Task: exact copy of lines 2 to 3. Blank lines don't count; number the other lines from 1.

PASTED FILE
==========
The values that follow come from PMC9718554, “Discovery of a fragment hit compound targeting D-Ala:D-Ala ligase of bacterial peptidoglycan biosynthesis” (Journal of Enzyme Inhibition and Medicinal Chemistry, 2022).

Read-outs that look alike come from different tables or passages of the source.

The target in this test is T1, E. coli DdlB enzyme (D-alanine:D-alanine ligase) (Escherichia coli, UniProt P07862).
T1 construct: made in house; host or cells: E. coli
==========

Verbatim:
Read-outs that look alike come from different tables or passages of the source.

The target in this test is T1, E. coli DdlB enzyme (D-alanine:D-alanine ligase) (Escherichia coli, UniProt P07862).